Subsea’s Future is Blowin’ in the Wind

By Eric Haun

Offshore wind is hot, with the potential to be a significant area of growth for the global maritime, subsea and energy markets for years to come. Eric Haun does a deep dive on eight companies leading the way.

GE Renewable Energy
As offshore wind projects across the globe look to incorporate the latest innovations in wind turbine technology to maximize efficiency and drive down costs, many manufacturers are producing larger turbines on advanced foundation designs for even greater water depths. These larger turbines, which are able to capture more energy and are more efficient, allow for fewer installations and lower maintenance costs.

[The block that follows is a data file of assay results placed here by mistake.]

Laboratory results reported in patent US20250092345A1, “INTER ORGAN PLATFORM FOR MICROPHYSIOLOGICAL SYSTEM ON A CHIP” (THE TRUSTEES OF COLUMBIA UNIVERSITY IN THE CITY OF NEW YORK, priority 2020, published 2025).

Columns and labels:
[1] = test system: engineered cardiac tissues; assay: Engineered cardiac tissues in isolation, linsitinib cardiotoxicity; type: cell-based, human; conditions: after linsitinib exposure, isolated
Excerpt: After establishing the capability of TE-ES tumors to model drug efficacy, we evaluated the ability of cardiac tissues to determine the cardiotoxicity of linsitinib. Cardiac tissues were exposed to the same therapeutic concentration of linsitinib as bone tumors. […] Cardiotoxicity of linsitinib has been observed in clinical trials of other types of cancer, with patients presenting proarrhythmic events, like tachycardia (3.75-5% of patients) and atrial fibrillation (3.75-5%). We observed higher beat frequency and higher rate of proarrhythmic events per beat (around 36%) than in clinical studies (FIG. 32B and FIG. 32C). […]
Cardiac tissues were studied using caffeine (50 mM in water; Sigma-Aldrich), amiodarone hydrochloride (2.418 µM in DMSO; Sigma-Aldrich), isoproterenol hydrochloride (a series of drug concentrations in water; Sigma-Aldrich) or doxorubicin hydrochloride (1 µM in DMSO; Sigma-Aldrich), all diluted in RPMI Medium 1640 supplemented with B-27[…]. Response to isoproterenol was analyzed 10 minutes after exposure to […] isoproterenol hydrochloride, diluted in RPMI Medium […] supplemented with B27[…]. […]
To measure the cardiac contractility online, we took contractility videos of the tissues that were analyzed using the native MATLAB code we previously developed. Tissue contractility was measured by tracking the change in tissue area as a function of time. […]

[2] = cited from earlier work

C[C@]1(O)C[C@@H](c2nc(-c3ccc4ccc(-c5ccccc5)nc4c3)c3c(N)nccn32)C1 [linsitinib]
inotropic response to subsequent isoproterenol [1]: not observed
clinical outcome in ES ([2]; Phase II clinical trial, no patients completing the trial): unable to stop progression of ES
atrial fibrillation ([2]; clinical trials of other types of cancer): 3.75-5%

In March 2018, GE Renewable Energy announced it will invest more than $400 million over the next three to five years to develop and deploy the Haliade-X 12 MW, set to take over as the world’s largest and most powerful offshore wind turbine. The installation will feature a 12 MW capacity, 220-meter rotor, a 107-meter blade. Towering 260 meters over the sea, Haliade-X will produce 45 percent more energy than any other offshore wind turbine presently available and will generate up to 67 GWh annually, GE said.

Higher power producing turbines offer efficiencies across an entire project by reducing risk and costs for installation (fewer turbines installed), operation, maintenance and repair for developers, which makes offshore wind projects more profitable and ultimately lowers cost of electricity for consumers. The Haliade-X is designed to offer greater power generation efficiency, with a 63 percent gross capacity factor five to seven points above the current industry benchmark, according to GE. Therefore, it will produce more energy per MW installed.